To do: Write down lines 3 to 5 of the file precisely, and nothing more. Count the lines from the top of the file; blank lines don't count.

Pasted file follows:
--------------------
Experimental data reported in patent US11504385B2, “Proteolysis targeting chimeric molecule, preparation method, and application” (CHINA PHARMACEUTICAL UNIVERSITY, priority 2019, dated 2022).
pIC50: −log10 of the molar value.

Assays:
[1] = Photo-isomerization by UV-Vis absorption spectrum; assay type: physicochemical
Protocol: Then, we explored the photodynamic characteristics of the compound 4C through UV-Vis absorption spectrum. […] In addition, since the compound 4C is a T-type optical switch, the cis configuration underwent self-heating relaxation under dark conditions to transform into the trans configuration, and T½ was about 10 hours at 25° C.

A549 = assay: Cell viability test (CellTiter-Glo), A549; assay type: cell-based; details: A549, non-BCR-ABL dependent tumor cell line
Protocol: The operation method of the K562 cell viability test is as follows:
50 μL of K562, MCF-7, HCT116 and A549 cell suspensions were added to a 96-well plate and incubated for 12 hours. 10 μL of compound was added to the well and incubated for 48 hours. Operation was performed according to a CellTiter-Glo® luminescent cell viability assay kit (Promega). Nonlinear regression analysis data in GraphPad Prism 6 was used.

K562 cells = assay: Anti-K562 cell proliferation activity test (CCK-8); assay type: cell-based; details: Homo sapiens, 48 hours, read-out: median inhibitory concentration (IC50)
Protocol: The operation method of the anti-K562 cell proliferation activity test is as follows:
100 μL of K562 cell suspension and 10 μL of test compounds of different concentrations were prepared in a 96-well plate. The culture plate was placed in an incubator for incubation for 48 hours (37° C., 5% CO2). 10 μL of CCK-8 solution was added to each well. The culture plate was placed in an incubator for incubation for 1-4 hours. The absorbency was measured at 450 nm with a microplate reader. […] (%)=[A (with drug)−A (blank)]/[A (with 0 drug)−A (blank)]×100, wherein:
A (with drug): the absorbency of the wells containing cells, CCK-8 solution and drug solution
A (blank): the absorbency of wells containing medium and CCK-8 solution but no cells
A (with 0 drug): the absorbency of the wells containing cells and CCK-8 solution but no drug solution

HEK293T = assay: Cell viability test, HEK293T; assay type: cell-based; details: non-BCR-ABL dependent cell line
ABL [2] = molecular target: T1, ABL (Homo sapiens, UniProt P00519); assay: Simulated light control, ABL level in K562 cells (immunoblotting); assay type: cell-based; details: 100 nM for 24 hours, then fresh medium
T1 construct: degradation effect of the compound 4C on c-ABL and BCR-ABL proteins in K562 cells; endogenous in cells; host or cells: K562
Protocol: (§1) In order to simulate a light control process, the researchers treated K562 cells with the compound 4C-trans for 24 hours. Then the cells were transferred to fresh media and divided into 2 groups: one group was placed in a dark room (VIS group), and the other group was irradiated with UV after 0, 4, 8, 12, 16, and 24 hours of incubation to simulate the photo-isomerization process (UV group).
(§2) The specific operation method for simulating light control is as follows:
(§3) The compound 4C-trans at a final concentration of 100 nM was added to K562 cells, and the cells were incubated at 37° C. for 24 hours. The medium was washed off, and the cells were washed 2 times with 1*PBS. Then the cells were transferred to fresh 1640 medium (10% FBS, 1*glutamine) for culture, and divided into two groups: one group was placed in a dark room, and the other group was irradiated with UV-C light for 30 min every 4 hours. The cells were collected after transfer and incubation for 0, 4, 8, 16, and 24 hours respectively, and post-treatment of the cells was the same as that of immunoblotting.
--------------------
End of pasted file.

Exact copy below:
Assays:
[1] = Photo-isomerization by UV-Vis absorption spectrum; assay type: physicochemical
Protocol: Then, we explored the photodynamic characteristics of the compound 4C through UV-Vis absorption spectrum. […] In addition, since the compound 4C is a T-type optical switch, the cis configuration underwent self-heating relaxation under dark conditions to transform into the trans configuration, and T½ was about 10 hours at 25° C.